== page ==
flip off(redirected from flipping off)
1. To turn something off, typically a switch. A noun or pronoun can be used between "flip" and "off." I flipped off the living room light and headed upstairs to bed.
2. To raise the middle finger (a rude gesture of anger or displeasure) at one. A noun or pronoun can be used between "flip" and "off." What are you flipping me off for, I didn't even say anything insulting! I flipped my brother off after he said that he'd never seen a worse basketball player than me.
Farlex Dictionary of Idioms. © 2015 Farlex, Inc, all rights reserved.
flip someone offand flip someone out; flip someone the bird
Sl. to give someone the finger, that is raise the middle finger, a rude sign. (The digitus impudicus.) The youth flipped the police officer off. Not a good idea. He flipped off the cop. You better not flip a cop out! The little kid flipped the cop the bird and didn't even know what it meant.
McGraw-Hill Dictionary of American Idioms and Phrasal Verbs. © 2002 by The McGraw-Hill Companies, Inc.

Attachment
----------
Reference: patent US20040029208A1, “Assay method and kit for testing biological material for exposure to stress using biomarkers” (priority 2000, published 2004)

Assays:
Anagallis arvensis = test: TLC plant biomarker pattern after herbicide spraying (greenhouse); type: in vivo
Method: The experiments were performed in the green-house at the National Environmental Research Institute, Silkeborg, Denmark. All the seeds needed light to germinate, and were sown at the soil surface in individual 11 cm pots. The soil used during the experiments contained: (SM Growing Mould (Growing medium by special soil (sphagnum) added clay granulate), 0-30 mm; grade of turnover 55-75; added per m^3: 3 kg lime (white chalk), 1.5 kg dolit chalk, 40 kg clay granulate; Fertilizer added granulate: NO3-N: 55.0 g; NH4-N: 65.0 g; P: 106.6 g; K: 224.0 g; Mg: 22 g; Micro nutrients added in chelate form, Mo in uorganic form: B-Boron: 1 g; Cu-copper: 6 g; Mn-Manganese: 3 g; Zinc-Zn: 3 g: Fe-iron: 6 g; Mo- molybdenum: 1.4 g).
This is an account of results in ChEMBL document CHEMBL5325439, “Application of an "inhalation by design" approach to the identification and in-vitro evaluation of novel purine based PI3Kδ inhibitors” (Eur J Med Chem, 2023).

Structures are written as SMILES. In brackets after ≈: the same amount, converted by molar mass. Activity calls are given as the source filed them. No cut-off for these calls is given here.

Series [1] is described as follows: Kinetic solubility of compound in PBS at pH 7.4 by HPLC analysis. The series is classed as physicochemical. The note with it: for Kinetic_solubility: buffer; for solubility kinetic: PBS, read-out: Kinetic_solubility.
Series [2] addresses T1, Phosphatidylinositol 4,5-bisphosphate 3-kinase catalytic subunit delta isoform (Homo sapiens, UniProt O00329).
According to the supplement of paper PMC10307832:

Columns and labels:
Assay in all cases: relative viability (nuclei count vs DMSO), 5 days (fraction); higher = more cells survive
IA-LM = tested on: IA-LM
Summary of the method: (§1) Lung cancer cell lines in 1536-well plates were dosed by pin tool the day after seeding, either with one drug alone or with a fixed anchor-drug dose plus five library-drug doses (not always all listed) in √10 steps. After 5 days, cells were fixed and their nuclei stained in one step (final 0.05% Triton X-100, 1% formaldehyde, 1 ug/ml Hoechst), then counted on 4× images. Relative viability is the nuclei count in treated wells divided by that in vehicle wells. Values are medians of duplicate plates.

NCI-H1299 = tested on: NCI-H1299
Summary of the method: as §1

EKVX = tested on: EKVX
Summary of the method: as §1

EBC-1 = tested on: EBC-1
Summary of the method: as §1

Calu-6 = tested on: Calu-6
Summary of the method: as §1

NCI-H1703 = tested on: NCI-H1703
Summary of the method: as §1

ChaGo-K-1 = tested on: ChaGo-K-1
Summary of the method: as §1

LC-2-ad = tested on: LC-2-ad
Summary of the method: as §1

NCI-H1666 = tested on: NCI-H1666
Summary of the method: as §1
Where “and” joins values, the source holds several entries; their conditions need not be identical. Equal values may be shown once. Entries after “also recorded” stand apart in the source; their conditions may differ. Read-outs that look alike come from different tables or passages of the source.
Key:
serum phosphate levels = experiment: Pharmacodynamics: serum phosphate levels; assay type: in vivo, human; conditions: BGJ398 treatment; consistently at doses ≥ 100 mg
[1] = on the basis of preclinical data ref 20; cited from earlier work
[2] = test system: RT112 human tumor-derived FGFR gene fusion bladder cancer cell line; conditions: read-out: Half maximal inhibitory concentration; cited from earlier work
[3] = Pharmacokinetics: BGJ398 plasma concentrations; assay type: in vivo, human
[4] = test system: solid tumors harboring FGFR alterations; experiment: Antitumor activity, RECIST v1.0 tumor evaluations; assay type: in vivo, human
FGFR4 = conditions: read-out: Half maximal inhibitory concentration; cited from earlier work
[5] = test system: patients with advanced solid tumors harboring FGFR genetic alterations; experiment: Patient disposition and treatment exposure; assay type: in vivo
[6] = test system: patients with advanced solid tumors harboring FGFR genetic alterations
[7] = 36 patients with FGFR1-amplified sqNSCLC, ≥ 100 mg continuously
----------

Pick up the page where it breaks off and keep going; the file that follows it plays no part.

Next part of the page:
1. To deactivate using a switch; switch off: Could you please flip off the lights before you go to sleep? I flipped the TV off because no one was watching it.
2. Slang To make an obscene hand gesture to someone or something: The driver cursed, flipped me off, and drove straight into the oncoming truck. Whenever I try to take his picture, he flips off the camera or makes a face.
The American Heritage® Dictionary of Phrasal Verbs. Copyright © 2005 by Houghton Mifflin Harcourt Publishing Company. Published by Houghton Mifflin Harcourt Publishing Company. All rights reserved.
flip someone offand flip someone out
tv. to give someone the finger. (Collegiate.) Did you flip me off? You better not have. Ernie flipped Tom out, and Tom flattened Ernie. Ah, life in the big city.
McGraw-Hill's Dictionary of American Slang and Colloquial Expressions Copyright © 2006 by The McGraw-Hill Companies, Inc. All rights reserved.
flip (someone) off
Slang To make an obscene gesture toward (someone); give the finger to.
American Heritage® Dictionary of the English Language, Fifth Edition. Copyright © 2016 by Houghton Mifflin Harcourt Publishing Company. Published by Houghton Mifflin Harcourt Publishing Company. All rights reserved.